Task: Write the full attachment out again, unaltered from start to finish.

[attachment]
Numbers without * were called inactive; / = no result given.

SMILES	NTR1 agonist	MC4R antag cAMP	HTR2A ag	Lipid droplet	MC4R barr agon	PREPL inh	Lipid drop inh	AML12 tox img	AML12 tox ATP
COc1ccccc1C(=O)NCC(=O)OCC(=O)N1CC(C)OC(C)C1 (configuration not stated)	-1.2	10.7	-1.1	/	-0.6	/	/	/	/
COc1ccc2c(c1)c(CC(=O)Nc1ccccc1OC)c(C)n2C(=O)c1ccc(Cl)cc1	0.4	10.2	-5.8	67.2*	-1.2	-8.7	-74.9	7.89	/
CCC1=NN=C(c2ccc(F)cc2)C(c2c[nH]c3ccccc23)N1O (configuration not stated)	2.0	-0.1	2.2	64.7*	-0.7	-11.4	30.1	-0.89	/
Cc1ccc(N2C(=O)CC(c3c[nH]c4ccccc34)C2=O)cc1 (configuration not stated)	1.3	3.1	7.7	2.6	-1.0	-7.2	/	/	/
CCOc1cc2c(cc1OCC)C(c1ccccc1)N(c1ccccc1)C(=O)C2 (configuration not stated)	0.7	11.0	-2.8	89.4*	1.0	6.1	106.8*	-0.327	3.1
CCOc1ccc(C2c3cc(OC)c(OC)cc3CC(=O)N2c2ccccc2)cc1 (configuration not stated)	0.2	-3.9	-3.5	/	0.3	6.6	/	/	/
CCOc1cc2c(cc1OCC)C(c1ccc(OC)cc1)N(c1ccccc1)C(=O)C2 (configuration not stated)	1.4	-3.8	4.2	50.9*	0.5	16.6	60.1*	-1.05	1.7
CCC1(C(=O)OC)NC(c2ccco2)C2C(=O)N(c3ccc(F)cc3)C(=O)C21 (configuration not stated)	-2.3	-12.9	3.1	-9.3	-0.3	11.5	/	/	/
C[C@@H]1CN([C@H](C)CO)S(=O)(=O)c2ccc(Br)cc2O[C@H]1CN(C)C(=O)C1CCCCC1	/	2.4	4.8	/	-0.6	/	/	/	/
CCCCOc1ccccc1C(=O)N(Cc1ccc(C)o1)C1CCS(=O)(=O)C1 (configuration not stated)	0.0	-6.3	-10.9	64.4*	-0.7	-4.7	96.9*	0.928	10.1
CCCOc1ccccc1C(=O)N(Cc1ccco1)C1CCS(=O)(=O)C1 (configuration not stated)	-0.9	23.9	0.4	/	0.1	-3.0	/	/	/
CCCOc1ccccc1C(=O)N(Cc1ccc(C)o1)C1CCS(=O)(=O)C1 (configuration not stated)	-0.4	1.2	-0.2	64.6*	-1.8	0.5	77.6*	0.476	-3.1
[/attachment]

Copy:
Numbers without * were called inactive; / = no result given.

SMILES	NTR1 agonist	MC4R antag cAMP	HTR2A ag	Lipid droplet	MC4R barr agon	PREPL inh	Lipid drop inh	AML12 tox img	AML12 tox ATP
COc1ccccc1C(=O)NCC(=O)OCC(=O)N1CC(C)OC(C)C1 (configuration not stated)	-1.2	10.7	-1.1	/	-0.6	/	/	/	/
COc1ccc2c(c1)c(CC(=O)Nc1ccccc1OC)c(C)n2C(=O)c1ccc(Cl)cc1	0.4	10.2	-5.8	67.2*	-1.2	-8.7	-74.9	7.89	/
CCC1=NN=C(c2ccc(F)cc2)C(c2c[nH]c3ccccc23)N1O (configuration not stated)	2.0	-0.1	2.2	64.7*	-0.7	-11.4	30.1	-0.89	/
Cc1ccc(N2C(=O)CC(c3c[nH]c4ccccc34)C2=O)cc1 (configuration not stated)	1.3	3.1	7.7	2.6	-1.0	-7.2	/	/	/
CCOc1cc2c(cc1OCC)C(c1ccccc1)N(c1ccccc1)C(=O)C2 (configuration not stated)	0.7	11.0	-2.8	89.4*	1.0	6.1	106.8*	-0.327	3.1
CCOc1ccc(C2c3cc(OC)c(OC)cc3CC(=O)N2c2ccccc2)cc1 (configuration not stated)	0.2	-3.9	-3.5	/	0.3	6.6	/	/	/
CCOc1cc2c(cc1OCC)C(c1ccc(OC)cc1)N(c1ccccc1)C(=O)C2 (configuration not stated)	1.4	-3.8	4.2	50.9*	0.5	16.6	60.1*	-1.05	1.7
CCC1(C(=O)OC)NC(c2ccco2)C2C(=O)N(c3ccc(F)cc3)C(=O)C21 (configuration not stated)	-2.3	-12.9	3.1	-9.3	-0.3	11.5	/	/	/
C[C@@H]1CN([C@H](C)CO)S(=O)(=O)c2ccc(Br)cc2O[C@H]1CN(C)C(=O)C1CCCCC1	/	2.4	4.8	/	-0.6	/	/	/	/
CCCCOc1ccccc1C(=O)N(Cc1ccc(C)o1)C1CCS(=O)(=O)C1 (configuration not stated)	0.0	-6.3	-10.9	64.4*	-0.7	-4.7	96.9*	0.928	10.1
CCCOc1ccccc1C(=O)N(Cc1ccco1)C1CCS(=O)(=O)C1 (configuration not stated)	-0.9	23.9	0.4	/	0.1	-3.0	/	/	/
CCCOc1ccccc1C(=O)N(Cc1ccc(C)o1)C1CCS(=O)(=O)C1 (configuration not stated)	-0.4	1.2	-0.2	64.6*	-1.8	0.5	77.6*	0.476	-3.1